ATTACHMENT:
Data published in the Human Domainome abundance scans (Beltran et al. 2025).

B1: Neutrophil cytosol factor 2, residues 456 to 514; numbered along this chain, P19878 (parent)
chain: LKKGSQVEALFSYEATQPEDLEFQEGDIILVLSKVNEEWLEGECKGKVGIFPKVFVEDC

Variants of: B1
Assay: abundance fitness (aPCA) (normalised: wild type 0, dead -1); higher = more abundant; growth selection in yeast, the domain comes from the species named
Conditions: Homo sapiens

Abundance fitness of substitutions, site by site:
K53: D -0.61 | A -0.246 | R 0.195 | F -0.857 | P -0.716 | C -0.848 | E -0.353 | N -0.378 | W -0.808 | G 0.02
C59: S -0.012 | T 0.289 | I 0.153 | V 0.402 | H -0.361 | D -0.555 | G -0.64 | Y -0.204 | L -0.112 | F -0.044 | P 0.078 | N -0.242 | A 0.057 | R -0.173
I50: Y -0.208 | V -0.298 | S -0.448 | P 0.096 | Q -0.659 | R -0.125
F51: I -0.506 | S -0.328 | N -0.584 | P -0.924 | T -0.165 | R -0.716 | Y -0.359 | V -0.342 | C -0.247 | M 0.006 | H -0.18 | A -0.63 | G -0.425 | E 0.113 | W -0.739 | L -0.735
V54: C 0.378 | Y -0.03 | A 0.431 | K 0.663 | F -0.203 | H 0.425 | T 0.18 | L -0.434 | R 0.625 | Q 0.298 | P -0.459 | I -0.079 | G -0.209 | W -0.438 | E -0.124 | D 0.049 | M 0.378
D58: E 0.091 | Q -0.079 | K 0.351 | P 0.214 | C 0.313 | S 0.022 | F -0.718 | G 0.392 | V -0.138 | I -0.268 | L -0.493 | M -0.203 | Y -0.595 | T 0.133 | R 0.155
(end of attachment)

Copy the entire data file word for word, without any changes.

Data published in the Human Domainome abundance scans (Beltran et al. 2025).

B1: Neutrophil cytosol factor 2, residues 456 to 514; numbered along this chain, P19878 (parent)
chain: LKKGSQVEALFSYEATQPEDLEFQEGDIILVLSKVNEEWLEGECKGKVGIFPKVFVEDC

Variants of: B1
Assay: abundance fitness (aPCA) (normalised: wild type 0, dead -1); higher = more abundant; growth selection in yeast, the domain comes from the species named
Conditions: Homo sapiens

Abundance fitness of substitutions, site by site:
K53: D -0.61 | A -0.246 | R 0.195 | F -0.857 | P -0.716 | C -0.848 | E -0.353 | N -0.378 | W -0.808 | G 0.02
C59: S -0.012 | T 0.289 | I 0.153 | V 0.402 | H -0.361 | D -0.555 | G -0.64 | Y -0.204 | L -0.112 | F -0.044 | P 0.078 | N -0.242 | A 0.057 | R -0.173
I50: Y -0.208 | V -0.298 | S -0.448 | P 0.096 | Q -0.659 | R -0.125
F51: I -0.506 | S -0.328 | N -0.584 | P -0.924 | T -0.165 | R -0.716 | Y -0.359 | V -0.342 | C -0.247 | M 0.006 | H -0.18 | A -0.63 | G -0.425 | E 0.113 | W -0.739 | L -0.735
V54: C 0.378 | Y -0.03 | A 0.431 | K 0.663 | F -0.203 | H 0.425 | T 0.18 | L -0.434 | R 0.625 | Q 0.298 | P -0.459 | I -0.079 | G -0.209 | W -0.438 | E -0.124 | D 0.049 | M 0.378
D58: E 0.091 | Q -0.079 | K 0.351 | P 0.214 | C 0.313 | S 0.022 | F -0.718 | G 0.392 | V -0.138 | I -0.268 | L -0.493 | M -0.203 | Y -0.595 | T 0.133 | R 0.155